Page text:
Here the expressions paradido,nai yuch. auvtou/ polloi. are allusions to the Servant Song in Is 53.10, and dou/nai u`pe.r lu,tron to Is 43.1-4.

In the account of the institution of the eucharist the diaqhkh. recalls Is 42.6 'I have made you a covenant of the people, a light of the nations' and a similar promise in Is 49.8.

(3) The third element of the introduction is the testing for forty days by Satan in the desert (1.12-13). This is an echo, made much more explicit in the accounts of Matthew and Luke, of the testing of God's son Israel for forty years in the desert. Where Israel failed, Jesus, God's son, remains faithful. But two further elements of Jesus' mission which will be prominent in the gospel are here presaged, the struggle with Satan which will occur in Jesus' expulsion of evil spirits, and his testing by suffering and persecution. Each of these will form major themes in the gospel story.

The main thrust of the revelation of Jesus in the gospel is, then, already foreseen and suggested in these thirteen verses of prologue.

2. The Conclusion of Mark (16.1-8) consists of the story of the empty tomb. This in its turn confirms the message which was already adumbrated in the prologue.

Mark 16.9-20 appears to be the conclusion. It should not, however, be considered part of the original gospel of Mark, and so evidence of his theology. The manuscript tradition is complicated. In brief, two different additional endings are preserved in some manuscripts, neither of which is particularly strongly attested. The most likely solution is that, once the gospels of Matthew and Luke had come into being, with their full stories of the appearances of the Risen Lord, it was felt that Mark was incomplete without any such stories. The 'longer ending' (vv. 9-20) can be seen at a glance to be a secondary collection of scraps drawn from sayings of the gospels and Acts of the Apostles about the resurrection appearances and the future mission of the disciples, mere brief resumes of quite different character to Mark's lively stories. There are also distinct differences of style between these verses and the main body of the gospel (see Essay 1). It will be assumed, without further argument, but with the virtually unanimous agreement of scripture scholarship, that these verses should be left out of consideration in seeking Mark's own meaning.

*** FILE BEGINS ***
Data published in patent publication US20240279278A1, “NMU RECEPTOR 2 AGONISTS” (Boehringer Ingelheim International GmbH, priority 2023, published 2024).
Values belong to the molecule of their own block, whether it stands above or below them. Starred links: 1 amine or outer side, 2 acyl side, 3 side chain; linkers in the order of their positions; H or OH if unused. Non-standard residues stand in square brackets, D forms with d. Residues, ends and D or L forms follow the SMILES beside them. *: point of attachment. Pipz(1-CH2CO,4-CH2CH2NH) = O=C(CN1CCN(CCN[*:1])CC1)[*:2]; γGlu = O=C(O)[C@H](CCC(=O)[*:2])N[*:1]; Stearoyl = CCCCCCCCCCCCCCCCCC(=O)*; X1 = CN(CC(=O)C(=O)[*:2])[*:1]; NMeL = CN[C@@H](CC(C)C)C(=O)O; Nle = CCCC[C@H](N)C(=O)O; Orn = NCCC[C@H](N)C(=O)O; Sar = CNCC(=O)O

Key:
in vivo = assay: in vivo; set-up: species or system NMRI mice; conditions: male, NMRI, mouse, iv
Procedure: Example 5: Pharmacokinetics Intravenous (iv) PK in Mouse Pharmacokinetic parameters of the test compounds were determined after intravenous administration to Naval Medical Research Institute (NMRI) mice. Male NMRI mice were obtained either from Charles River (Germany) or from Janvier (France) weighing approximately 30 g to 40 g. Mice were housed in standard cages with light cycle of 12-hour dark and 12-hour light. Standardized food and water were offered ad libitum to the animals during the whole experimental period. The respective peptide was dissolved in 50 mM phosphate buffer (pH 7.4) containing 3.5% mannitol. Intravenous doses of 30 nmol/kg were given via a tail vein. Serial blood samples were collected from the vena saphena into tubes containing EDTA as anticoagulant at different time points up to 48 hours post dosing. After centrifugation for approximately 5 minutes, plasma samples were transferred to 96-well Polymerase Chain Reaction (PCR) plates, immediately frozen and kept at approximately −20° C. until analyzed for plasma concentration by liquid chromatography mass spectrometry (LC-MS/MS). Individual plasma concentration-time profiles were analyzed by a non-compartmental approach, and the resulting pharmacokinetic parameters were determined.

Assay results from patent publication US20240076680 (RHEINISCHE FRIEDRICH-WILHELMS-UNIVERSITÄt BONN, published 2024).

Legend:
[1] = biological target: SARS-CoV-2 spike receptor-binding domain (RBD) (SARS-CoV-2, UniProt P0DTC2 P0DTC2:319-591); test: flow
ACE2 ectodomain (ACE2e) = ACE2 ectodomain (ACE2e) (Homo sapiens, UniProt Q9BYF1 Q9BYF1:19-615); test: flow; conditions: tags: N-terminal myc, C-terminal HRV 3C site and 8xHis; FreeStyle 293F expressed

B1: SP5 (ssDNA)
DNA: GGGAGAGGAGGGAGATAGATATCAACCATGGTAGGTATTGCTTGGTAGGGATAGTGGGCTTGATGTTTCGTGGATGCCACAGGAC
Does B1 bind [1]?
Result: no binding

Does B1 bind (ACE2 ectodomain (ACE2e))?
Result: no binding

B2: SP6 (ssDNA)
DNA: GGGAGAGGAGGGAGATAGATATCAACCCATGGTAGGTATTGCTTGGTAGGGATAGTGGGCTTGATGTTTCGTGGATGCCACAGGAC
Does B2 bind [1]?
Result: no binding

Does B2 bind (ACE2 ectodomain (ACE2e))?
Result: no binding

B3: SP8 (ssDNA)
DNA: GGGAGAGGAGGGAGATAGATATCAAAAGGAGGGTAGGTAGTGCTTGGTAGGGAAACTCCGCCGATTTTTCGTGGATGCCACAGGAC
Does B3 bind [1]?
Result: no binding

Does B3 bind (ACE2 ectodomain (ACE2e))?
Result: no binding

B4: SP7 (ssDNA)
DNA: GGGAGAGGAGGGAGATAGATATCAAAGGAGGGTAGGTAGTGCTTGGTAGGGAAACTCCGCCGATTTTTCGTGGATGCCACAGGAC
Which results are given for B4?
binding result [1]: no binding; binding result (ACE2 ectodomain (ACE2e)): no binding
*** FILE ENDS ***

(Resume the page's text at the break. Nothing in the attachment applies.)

The passage is not in any way a proof of the emptiness of the tomb or a proof of the resurrection. The young man in a white robe invites the women to check that the tomb is empty, 'See, here is the place where they laid him' (v. 6), but they make no attempt to do so. If the passage were intended to prove the reality of the disappearance of the body, it would have included a thorough examination of the empty tomb in order to confirm the angel's words. Instead, what is given is the explanation or interpretation of the fact, the fact itself being taken for granted. This is the function of an angelus interpres.

The convention of an angelus interpres would be immediately recognised from previous biblical and other Jewish literature. A young man clothed in white is a stock figure to explain supernatural happenings (Ezek 40.3; Zech 1.14; 2.2, 7, etc; Dn 8.16; 9.21-22; 2 Mc 3.33).

His function is confirmed by the reaction of the women when they see him: amazement. This is the stock reaction to a heavenly messenger, who then reassures them (vv. 5-6).

In a way the real meaning of the event becomes clear principally in the reaction of the women to the explanation. 'They were frightened out of their wits, and they said nothing to anyone, for they were afraid' (v. 8), literally 'Trembling and ecstasy gripped them...for they were afraid'. Awe and fear are the natural reaction to the divine, and here it is three times repeated, in characteristically Markan style, first with a Markan doublet ('trembling and ecstasy'), then with a typical Marken afterthought-explanation introduced by ga.r=for. It is with this that the gospel comes to an end; the fear and awe of the women is left hanging in the air, leaving the gospel open-ended. The message is that at the resurrection the divine has burst upon human history with all its awe-inspiring potential.